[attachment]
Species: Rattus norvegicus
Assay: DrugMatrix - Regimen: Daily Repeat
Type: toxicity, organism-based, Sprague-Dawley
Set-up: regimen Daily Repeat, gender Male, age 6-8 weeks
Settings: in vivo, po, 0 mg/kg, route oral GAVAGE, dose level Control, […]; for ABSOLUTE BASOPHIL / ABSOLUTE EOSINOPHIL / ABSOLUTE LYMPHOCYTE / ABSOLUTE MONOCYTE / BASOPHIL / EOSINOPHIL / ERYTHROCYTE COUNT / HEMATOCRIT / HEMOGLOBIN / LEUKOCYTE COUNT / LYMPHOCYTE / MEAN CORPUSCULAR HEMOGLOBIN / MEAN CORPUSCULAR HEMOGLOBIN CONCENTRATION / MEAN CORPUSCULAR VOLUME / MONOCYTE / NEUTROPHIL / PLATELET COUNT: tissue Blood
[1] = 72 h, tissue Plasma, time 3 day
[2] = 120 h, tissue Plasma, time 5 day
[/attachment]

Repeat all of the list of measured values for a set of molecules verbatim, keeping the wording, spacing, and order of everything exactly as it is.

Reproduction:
Species: Rattus norvegicus
Assay: DrugMatrix - Regimen: Daily Repeat
Type: toxicity, organism-based, Sprague-Dawley
Set-up: regimen Daily Repeat, gender Male, age 6-8 weeks
Settings: in vivo, po, 0 mg/kg, route oral GAVAGE, dose level Control, […]; for ABSOLUTE BASOPHIL / ABSOLUTE EOSINOPHIL / ABSOLUTE LYMPHOCYTE / ABSOLUTE MONOCYTE / BASOPHIL / EOSINOPHIL / ERYTHROCYTE COUNT / HEMATOCRIT / HEMOGLOBIN / LEUKOCYTE COUNT / LYMPHOCYTE / MEAN CORPUSCULAR HEMOGLOBIN / MEAN CORPUSCULAR HEMOGLOBIN CONCENTRATION / MEAN CORPUSCULAR VOLUME / MONOCYTE / NEUTROPHIL / PLATELET COUNT: tissue Blood
[1] = 72 h, tissue Plasma, time 3 day
[2] = 120 h, tissue Plasma, time 5 day